Article

Explaining the variance within supported employment programs: comment on "What predicts supported employment outcomes?".

Dartmouth Medical School, Lebanon, New Hampshire, USA,
Community Mental Health Journal (Impact Factor: 1.03). 07/2006; 42(3):315-8. DOI: 10.1007/s10597-006-9038-7
Source: PubMed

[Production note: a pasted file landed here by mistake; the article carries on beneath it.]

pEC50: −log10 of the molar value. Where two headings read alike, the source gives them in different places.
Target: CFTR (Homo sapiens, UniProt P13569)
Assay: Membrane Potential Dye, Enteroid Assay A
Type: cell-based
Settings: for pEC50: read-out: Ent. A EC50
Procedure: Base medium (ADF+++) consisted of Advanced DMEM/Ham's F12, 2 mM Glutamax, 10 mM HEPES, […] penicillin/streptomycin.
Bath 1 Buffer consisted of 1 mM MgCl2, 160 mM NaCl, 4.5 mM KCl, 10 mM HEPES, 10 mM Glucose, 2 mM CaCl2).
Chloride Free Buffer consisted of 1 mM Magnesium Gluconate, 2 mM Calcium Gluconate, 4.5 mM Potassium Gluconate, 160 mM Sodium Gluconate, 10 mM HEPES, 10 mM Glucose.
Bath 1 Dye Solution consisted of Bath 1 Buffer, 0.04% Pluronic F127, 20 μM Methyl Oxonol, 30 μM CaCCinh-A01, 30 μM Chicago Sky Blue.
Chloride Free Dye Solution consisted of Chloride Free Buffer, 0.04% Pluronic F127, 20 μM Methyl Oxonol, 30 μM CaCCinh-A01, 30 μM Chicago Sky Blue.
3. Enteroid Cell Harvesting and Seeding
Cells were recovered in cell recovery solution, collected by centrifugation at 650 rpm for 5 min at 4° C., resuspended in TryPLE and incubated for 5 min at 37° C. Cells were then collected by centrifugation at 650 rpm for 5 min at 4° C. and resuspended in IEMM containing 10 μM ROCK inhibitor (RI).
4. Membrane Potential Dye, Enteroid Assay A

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    ABSTRACT: Sustained work integration for people with a severe mental illness or handicap psychique in French (e.g., schizophrenia) is an important issue in our society today. Indeed, work is not only an essential factor in people's social integration but is also a stepping-stone toward recovery for this clientele. Well-defined programs and services related to work integration were developed and studied over the last three decades. Although the work integration of people with severe mental illness has been studied extensively in the Anglo-Saxon literature, the impact of these studies on the traditional beliefs and services in France remains uncertain. In terms of the scope of the studies so far, there has been an initial interest lasting over many years to uncover individual characteristics of people with severe mental illness which would best predict job tenure. Since, studies have been increasingly investigating various supports in order to facilitate the work integration process. These supports can be illustrated as direct supports or accommodations offered in the workplace, as needed, particularly when people with severe mental illness choose to disclose their mental disorder in the workplace. This awareness of the impact of the workplace environment on the work integration of people with a severe mental illness increases the need to find solutions and develop environmentally sensitive clinical strategies to overcome difficulties during the work integration. To illustrate this thematic, in this special issue, we have gathered together studies conducted in different countries but who share the focus on work integration of people with a severe mental illness. To reflect the advancement in this domain, this special issue is divided in three parts. The first part consists of the presentation of different types of vocational programs: supported employment programs, social firms, and hybrid models. Supported employment programs are very well documented in the specialised literature and are recognized as an evidence-based practice across the world to help people get competitive employment. Social firms is an another alternative model for facilitating the work integration of people with severe mental illness but has to date scarcely been studied empirically. Other hybrid vocational programs implemented in Québec (Canada) and France and inspired by supported employment programs and social firms' principles, are also described. The second part of this special issue is related to the presentation of two adjunct clinical interventions for helping people with a severe mental illness in their work integration, and more particularly for increasing job tenure: cognitive remediation and group cognitive behavioral therapy. Cognitive remediation was developed to reduce the impact of cognitive deficits, such as memory or attention, in people with a severe mental illness whereas group cognitive behavioral therapy was developed to change the dysfunctional beliefs and behaviours that might hinder job tenure in people receiving supported employment services. Finally, the third part of this special issue presents two papers on the influence of the workplace, of stakeholders from the organization (e.g., employers, supervisors) and of the work environment on the work integration of people with severe mental illness. The first paper discusses disclosure of the mental illness in the workplace and its positive and negative consequences such as receiving work accommodations and experiencing stigma, respectively. In the last paper, psychological processes during the hiring process are presented to better understand the elements related to discrimination and stigma during the work integration of people with severe mental illness.